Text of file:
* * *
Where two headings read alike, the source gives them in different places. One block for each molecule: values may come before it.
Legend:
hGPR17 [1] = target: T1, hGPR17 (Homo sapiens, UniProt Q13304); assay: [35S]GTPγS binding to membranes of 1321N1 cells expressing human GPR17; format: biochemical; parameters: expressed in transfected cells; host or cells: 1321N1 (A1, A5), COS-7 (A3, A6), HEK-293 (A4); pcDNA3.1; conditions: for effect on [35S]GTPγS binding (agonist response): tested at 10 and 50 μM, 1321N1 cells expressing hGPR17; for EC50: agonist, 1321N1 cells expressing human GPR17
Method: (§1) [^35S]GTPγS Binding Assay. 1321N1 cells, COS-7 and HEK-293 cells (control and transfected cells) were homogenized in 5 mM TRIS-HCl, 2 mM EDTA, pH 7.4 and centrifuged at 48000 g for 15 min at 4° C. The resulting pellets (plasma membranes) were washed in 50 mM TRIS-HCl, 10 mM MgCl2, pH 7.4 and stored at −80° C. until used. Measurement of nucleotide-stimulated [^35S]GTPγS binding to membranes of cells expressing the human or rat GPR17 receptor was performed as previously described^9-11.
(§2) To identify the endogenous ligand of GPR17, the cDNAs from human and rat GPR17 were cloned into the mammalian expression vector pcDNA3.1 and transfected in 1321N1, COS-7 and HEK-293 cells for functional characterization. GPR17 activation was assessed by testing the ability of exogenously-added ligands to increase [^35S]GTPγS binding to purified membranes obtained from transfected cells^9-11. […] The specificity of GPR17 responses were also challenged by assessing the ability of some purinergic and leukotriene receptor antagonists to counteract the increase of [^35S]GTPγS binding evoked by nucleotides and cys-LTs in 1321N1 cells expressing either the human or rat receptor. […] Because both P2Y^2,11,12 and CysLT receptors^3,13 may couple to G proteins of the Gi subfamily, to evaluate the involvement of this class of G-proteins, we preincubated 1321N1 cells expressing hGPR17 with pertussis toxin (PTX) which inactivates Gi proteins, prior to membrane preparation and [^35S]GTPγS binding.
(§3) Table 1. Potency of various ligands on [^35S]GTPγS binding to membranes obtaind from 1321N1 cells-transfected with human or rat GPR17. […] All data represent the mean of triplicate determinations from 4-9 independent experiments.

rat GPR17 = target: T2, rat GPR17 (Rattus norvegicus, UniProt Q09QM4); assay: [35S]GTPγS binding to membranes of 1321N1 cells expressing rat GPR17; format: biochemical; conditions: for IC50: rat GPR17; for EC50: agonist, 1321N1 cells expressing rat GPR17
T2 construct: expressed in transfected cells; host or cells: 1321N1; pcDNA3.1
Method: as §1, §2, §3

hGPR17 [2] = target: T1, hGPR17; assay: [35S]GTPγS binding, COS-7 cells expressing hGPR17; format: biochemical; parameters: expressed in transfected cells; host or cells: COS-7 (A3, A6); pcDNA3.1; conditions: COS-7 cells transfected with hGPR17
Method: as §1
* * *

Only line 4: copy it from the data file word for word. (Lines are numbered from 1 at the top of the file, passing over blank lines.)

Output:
Method: (§1) [^35S]GTPγS Binding Assay. 1321N1 cells, COS-7 and HEK-293 cells (control and transfected cells) were homogenized in 5 mM TRIS-HCl, 2 mM EDTA, pH 7.4 and centrifuged at 48000 g for 15 min at 4° C. The resulting pellets (plasma membranes) were washed in 50 mM TRIS-HCl, 10 mM MgCl2, pH 7.4 and stored at −80° C. until used. Measurement of nucleotide-stimulated [^35S]GTPγS binding to membranes of cells expressing the human or rat GPR17 receptor was performed as previously described^9-11.